From Middle English *printen, prenten, preenten, an apheretic form of emprinten, enprinten (“to impress; imprint”) (see imprint). Compare Dutch prenten (“to imprint”), Middle Low German prenten (“to print; write”), Danish prente (“to print”), Swedish prenta (“to write German letters”). Compare also Late Old French printer, preindre (“to press”), from Latin premere (“to press”).
print (not comparable)
- Of, relating to, or writing for printed publications.
- a print edition of a book
- (transitive) To produce one or more copies of a text or image on a surface, especially by machine; often used with out or off: print out, print off.
- Print the draft double-spaced so we can mark changes between the lines.
- To produce a microchip (an integrated circuit) in a process resembling the printing of an image.
- The circuitry is printed onto the semiconductor surface.
- (transitive, intransitive) To write very clearly, especially, to write without connecting the letters as in cursive.
- Print your name here and sign below.
- I'm only in grade 2, so I only know how to print.
- (transitive, intransitive) To publish in a book, newspaper, etc.
- How could they print an unfounded rumour like that?
- 1716, Alexander Pope, The Poetical Works of Alexander Pope, Preface:
- From the moment he prints, he must expect to hear no more truth.
- (transitive) To stamp or impress (something) with coloured figures or patterns.
- to print calico
- (transitive) To fix or impress, as a stamp, mark, character, idea, etc., into or upon something.
- (transitive) To stamp something in or upon; to make an impression or mark upon by pressure, or as by pressure.
- (computing, transitive) To display a string on the terminal.
- However, when you print the string you can see only 11 characters (c, a, r, ', s,, w, h, e, e, l).
- 2015, Othmar Kyas, How To Smart Home: A Step by Step Guide to Your Personal Internet of Things, Key Concept Press, →ISBN:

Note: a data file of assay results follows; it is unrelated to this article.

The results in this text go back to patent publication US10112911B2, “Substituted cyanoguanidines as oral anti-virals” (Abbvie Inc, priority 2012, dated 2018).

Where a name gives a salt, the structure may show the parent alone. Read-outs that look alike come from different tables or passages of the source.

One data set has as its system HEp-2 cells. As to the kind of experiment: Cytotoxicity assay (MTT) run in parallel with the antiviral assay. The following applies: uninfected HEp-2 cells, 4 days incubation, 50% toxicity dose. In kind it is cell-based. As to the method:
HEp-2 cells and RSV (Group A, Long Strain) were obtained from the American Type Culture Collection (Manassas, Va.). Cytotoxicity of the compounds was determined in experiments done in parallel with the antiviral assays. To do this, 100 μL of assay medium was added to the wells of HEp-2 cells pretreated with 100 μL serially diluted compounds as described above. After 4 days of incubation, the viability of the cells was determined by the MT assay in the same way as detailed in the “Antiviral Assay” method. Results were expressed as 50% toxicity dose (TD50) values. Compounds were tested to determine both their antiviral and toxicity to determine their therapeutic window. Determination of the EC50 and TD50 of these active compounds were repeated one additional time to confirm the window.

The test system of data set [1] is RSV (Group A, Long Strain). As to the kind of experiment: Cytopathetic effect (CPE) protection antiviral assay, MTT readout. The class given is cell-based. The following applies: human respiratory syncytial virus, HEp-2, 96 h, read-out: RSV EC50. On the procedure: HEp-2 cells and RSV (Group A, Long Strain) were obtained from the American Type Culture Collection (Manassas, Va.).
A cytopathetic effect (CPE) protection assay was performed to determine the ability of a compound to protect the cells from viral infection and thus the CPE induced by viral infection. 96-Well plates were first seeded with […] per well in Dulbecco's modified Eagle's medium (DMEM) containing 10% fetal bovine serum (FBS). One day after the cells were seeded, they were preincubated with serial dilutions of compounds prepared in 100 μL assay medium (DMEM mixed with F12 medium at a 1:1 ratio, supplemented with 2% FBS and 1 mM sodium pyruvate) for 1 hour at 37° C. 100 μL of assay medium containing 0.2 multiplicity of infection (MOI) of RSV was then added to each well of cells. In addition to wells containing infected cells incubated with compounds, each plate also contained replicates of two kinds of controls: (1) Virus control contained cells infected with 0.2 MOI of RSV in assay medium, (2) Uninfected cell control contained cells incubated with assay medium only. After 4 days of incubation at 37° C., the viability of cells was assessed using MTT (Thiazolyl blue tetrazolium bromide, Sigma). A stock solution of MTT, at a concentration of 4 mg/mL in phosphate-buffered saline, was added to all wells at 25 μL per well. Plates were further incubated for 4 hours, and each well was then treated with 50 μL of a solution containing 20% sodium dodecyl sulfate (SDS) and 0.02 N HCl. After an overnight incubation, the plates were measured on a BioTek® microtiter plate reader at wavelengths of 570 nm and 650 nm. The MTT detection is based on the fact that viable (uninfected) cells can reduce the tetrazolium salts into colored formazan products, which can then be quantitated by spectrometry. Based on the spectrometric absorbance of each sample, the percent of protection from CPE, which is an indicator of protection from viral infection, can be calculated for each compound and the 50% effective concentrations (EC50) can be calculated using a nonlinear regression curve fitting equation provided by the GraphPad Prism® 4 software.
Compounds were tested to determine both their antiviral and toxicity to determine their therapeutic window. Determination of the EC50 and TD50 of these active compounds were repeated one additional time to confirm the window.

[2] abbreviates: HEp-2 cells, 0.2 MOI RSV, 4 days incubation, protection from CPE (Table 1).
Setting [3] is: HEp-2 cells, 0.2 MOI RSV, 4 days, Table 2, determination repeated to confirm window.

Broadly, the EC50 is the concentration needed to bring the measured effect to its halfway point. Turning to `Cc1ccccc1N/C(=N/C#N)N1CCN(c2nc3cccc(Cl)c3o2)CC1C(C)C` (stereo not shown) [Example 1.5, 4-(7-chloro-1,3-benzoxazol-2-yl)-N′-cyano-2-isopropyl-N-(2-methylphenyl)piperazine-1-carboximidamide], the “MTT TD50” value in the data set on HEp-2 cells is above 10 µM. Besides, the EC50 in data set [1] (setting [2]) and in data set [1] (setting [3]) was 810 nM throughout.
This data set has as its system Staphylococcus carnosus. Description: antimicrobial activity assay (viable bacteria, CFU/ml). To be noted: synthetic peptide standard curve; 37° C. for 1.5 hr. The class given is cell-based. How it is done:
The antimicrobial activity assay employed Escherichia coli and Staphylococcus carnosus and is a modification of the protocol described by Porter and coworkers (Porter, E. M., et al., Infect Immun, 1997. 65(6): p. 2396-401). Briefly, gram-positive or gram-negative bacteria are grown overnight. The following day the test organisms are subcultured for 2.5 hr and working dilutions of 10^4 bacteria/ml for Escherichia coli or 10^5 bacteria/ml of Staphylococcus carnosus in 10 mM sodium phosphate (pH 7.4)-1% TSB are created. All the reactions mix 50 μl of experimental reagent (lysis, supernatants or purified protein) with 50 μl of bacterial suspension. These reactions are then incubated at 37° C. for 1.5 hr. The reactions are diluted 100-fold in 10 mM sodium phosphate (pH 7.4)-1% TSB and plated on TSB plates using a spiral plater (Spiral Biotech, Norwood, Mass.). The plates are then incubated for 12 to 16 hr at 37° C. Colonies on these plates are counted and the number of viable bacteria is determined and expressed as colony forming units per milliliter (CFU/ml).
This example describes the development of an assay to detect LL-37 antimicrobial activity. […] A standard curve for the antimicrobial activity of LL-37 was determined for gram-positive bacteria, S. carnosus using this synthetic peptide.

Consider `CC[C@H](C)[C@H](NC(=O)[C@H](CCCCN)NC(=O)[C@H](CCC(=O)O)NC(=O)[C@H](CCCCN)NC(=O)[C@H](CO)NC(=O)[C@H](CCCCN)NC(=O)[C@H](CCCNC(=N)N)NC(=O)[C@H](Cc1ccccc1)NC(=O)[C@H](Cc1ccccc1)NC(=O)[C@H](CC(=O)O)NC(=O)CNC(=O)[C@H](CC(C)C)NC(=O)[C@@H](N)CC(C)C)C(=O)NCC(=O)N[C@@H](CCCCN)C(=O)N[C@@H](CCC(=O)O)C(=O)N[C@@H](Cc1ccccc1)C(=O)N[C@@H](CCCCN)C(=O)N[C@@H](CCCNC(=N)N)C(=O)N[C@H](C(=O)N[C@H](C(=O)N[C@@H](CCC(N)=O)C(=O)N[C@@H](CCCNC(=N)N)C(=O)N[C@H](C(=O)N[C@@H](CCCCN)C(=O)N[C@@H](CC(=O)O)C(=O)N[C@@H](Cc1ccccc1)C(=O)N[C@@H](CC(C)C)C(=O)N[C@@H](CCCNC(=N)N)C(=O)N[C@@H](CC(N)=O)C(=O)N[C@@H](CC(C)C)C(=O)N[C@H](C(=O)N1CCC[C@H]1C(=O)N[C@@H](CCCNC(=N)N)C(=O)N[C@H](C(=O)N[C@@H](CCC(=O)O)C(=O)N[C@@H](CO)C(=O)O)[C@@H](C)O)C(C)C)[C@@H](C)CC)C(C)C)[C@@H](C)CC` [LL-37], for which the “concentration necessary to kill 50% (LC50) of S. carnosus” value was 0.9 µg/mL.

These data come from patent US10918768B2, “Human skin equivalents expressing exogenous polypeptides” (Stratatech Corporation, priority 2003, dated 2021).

- On the RHS side we write the current date to the variable date and print it to the terminal window, followed by the string "Chris coming home...." .
- (finance, transitive, intransitive) To produce an observable value.
- (uncountable) Books and other material created by printing presses, considered collectively or as a medium.
- Three citations are required for each meaning, including one in print.
- TV and the Internet haven't killed print.
- (uncountable) Clear handwriting, especially, writing without connected letters as in cursive.
- Write in print using block letters.
- (uncountable) The letters forming the text of a document.
- The print is too small for me to read.
- (countable) A newspaper.
- 1978, Philip Larkin, The Winter Palace:
- I spent my second quarter-century
Losing what I had learnt at university
And refusing to take in what had happened since.
Now I know none of the names in the public prints […]
- A visible impression on a surface.
- Using a crayon, the girl made a print of the leaf under the page.
- A fingerprint.
- Did the police find any prints at the scene?
- A footprint.
- (visual art) A picture that was created in multiple copies by printing.
- (photography) A photograph that has been printed onto paper from the negative.
- (film) A copy of a film that can be projected.
- Cloth that has had a pattern of dye printed onto it.
- (architecture) A plaster cast in bas relief.
- (writing without connected letters): cursive
- The translations below need to be checked and inserted above into the appropriate translation tables, removing any numbers. Numbers do not necessarily match those in definitions. See instructions at Wiktionary:Entry layout § Translations.
- To print; to print out or off; to produce one or more copies of a text or image on a surface, especially by machine.
print m (plural prints)
- (Internet slang, nonstandard) screenshot
print m (Cyrillic spelling принт)
- Output of a computer printer.